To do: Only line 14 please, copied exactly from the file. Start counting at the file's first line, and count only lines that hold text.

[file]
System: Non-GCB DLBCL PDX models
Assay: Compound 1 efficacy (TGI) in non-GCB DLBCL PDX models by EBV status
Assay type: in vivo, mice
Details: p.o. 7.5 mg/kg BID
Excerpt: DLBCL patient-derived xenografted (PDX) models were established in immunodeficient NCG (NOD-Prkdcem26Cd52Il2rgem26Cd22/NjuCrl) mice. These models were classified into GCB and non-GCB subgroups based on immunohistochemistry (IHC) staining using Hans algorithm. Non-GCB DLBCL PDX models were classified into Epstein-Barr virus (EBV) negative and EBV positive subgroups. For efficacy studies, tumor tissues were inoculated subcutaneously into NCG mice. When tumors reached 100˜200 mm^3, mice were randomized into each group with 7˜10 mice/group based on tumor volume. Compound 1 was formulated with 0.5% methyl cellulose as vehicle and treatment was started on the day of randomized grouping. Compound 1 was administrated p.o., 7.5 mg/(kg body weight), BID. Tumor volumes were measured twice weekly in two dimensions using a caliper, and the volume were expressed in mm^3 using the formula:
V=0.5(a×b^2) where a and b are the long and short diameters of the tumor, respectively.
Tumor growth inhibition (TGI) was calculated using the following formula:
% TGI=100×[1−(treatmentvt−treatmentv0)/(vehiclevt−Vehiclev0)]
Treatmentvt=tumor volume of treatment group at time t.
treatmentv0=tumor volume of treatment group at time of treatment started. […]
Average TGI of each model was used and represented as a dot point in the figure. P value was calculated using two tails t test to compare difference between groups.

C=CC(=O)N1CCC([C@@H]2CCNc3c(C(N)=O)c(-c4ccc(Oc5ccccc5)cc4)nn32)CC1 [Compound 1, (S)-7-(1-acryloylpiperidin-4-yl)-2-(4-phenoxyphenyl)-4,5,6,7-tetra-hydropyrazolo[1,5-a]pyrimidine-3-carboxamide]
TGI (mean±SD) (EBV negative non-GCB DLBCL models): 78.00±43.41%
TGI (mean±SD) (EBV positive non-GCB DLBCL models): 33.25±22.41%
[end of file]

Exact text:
TGI (mean±SD) (EBV positive non-GCB DLBCL models): 33.25±22.41%